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Discussion Starter #1 (Edited)
The biggest gripe I, and many others, have about the Bolt EV is its lack of charging infrastructure. Sure, there are pockets of CCS chargers out there, and sure you can drive a long distance here and there. But relying on most CCS stations might find you sitting and waiting for a Leaf or Soul EV to finish with their CHAdeMO session since only single, dual-head charger is available. Yes, some sites might have 2-5 of these stations but they are exceptions.

Bolt drivers would LOVE to have access to the Tesla Supercharger network, right? So what if GM partnered with Tesla to get a CCS-TSL02 adapter made (easy enough) and allow Bolt owners to pay Tesla for Supercharger sessions. Tesla is gearing up for a pay-to-charge scheme that decouples Supercharging from the Model S/X to lower the entry price on them. They should be able to allow Bolt owners to enter their CC# and do the same thing.

For all you potential Bolt EV buyers, what's it going to hurt to call GM and ask if the Bolt will be able to use Tesla's Supercharger network? Customer demand will get them to pick up the phone and have a real conversation with Tesla. If anything, more Bolt sales could be saved from Tesla if this was available. Tesla has said over and over they would be happy to have other OEMs' cars using the network. It's up to GM, now.
 

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I think the supercharger network is a marketing gimmick- "... see look, charge all you want, 5 miles a minute, just go sit on the can for a half hour and you can drive until the next cup of coffee runs through you...." There is no reason for either GM or Tesla to work together, they are competitive mortal enemy's, each could kill the other under the wrong (right?) circumstances.
A person who regularly needs to make long drives is not an EV buyer for their only car, Maybe for a second car...

a Bolt buyer has a relaxed - no worry driving lifestyle like a tesla driver does for the most part. but long trips I'll take a Plug in hybrid like my volt any day over any pure ev, I can add range at a rate of 150 miles per minute of refuleling.... 50 times the rate of a supercharger....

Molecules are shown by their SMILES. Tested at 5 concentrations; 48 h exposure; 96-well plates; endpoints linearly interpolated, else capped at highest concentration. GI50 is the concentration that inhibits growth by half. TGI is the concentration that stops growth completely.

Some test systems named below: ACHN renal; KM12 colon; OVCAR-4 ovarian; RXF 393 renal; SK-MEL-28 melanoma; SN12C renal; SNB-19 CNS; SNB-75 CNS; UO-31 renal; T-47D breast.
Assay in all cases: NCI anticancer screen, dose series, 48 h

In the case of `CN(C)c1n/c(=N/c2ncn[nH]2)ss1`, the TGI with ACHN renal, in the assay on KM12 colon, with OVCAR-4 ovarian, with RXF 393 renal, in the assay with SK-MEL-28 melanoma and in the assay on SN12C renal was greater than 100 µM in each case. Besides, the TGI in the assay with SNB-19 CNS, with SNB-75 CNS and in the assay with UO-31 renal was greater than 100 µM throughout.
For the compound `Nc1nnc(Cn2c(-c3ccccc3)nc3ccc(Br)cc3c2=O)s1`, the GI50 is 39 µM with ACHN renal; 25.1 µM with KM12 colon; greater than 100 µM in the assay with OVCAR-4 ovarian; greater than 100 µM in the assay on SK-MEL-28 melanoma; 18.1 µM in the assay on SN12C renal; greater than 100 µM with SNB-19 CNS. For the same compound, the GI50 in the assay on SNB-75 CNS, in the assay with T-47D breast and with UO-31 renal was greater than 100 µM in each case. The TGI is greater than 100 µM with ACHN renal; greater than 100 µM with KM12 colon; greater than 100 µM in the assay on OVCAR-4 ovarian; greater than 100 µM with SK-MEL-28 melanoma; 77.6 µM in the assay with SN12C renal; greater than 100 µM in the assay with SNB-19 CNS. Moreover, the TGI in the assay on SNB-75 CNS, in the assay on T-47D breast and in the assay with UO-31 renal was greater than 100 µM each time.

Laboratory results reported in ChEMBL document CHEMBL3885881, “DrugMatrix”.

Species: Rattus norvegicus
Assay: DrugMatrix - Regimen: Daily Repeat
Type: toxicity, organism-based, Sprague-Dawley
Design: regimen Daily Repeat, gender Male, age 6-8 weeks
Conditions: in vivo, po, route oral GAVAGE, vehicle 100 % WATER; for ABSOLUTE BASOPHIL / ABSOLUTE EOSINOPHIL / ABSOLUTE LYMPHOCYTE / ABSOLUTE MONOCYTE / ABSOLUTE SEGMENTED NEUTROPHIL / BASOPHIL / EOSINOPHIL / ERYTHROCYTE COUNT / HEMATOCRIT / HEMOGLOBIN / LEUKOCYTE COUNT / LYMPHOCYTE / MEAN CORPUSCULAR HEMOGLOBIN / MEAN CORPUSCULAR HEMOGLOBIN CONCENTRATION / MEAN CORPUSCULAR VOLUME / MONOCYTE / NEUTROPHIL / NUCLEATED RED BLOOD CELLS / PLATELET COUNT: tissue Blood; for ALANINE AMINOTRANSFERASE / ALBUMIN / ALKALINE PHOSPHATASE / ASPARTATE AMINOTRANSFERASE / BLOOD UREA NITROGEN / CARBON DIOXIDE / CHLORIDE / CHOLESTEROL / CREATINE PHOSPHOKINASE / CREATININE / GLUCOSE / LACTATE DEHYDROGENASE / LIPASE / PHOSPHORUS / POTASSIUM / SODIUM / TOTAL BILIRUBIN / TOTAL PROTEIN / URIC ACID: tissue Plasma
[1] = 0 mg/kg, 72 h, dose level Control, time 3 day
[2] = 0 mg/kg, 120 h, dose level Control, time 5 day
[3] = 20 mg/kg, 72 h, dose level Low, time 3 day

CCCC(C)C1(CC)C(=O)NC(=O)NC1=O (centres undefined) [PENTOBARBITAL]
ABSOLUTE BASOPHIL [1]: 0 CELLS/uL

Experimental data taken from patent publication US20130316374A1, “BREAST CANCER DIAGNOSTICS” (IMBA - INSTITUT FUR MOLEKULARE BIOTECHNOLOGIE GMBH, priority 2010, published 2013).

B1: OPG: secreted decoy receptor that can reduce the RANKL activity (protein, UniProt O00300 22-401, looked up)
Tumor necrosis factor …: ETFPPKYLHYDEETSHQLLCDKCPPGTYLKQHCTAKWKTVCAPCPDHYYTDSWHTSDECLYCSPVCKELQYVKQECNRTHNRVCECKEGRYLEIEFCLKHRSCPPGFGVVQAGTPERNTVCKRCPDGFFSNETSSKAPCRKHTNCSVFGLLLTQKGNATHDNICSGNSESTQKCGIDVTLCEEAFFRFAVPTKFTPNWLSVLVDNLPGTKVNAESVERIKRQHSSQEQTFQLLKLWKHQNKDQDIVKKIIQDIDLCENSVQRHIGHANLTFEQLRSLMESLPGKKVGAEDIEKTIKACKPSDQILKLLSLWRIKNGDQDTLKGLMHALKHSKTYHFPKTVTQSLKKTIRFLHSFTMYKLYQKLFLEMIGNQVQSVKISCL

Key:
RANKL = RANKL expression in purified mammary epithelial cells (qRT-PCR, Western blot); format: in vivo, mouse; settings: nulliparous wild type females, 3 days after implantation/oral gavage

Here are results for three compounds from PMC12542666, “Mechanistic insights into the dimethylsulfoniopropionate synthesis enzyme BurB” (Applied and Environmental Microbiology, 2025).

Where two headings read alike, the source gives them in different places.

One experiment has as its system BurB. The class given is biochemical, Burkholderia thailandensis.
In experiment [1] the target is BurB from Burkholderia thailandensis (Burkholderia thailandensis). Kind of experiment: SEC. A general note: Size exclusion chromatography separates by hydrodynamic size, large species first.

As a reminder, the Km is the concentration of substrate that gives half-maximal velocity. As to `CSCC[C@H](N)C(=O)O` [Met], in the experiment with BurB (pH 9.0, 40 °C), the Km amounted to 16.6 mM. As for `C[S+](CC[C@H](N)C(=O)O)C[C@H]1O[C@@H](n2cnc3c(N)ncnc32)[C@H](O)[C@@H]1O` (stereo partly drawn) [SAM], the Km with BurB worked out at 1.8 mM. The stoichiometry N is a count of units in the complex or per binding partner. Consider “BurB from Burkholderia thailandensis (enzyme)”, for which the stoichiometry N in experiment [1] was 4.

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Charging cooperative stations is a role for government. In Colorado, I paid a small extra registration fee that goes into a grant program to provide public charging stations. I am sure that there are political conservatives who oppose government intervention, but certain public goods are best provided with government oversight.
 

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Why would GM need to partner with Tesla to make this happen? If Tesla wants to monitize their supercharger network they can do their own adaptor and sell it and then charge on a per KWh basis. They don't need GM for that.

Personally I think Tesla is simply taking the high road in public for free publicity. But in reality the terms they would put on any partner would not be favourable. At the end of the day it doesn't matter. In a couple of years the supercharger network will be mostly irrelevant based on the growth of other charging networks.
 

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Bolt is a city/metro car. Even IF there were a long-distance charging network it would be lightly used.

I would never use an EV, even a Tesla, for distance (>400 mi) travel. It's just not practical right now. Anything over 400-mi is a jet route.

This 'advantage' of SC network is ethereal and short-lived. Future long-distance will be H2 or NG fuel cells.
 

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Charging cooperative stations is a role for government. In Colorado, I paid a small extra registration fee that goes into a grant program to provide public charging stations. I am sure that there are political conservatives who oppose government intervention, but certain public goods are best provided with government oversight.